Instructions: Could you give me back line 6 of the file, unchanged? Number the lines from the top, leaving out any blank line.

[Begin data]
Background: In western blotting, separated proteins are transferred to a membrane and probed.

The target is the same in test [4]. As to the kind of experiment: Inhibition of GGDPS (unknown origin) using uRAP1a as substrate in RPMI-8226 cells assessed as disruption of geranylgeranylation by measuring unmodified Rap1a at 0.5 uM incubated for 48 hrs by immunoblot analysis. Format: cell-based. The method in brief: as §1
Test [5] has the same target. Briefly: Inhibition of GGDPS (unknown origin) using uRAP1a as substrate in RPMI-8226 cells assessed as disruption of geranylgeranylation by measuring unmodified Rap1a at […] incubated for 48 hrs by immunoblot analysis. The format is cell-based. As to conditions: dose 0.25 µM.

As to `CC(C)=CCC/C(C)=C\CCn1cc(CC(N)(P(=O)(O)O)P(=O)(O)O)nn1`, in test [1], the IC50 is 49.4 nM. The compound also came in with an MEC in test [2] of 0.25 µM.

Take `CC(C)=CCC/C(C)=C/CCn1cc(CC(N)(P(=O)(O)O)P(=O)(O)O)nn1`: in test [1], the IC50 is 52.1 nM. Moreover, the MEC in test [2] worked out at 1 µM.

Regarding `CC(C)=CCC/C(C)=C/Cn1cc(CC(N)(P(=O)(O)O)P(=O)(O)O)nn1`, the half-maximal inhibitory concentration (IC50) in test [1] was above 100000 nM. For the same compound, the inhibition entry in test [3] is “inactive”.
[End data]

Regarding `CC(C)=CCC/C(C)=C/Cn1cc(CC(N)(P(=O)(O)O)P(=O)(O)O)nn1`, the half-maximal inhibitory concentration (IC50) in test [1] was above 100000 nM. For the same compound, the inhibition entry in test [3] is “inactive”.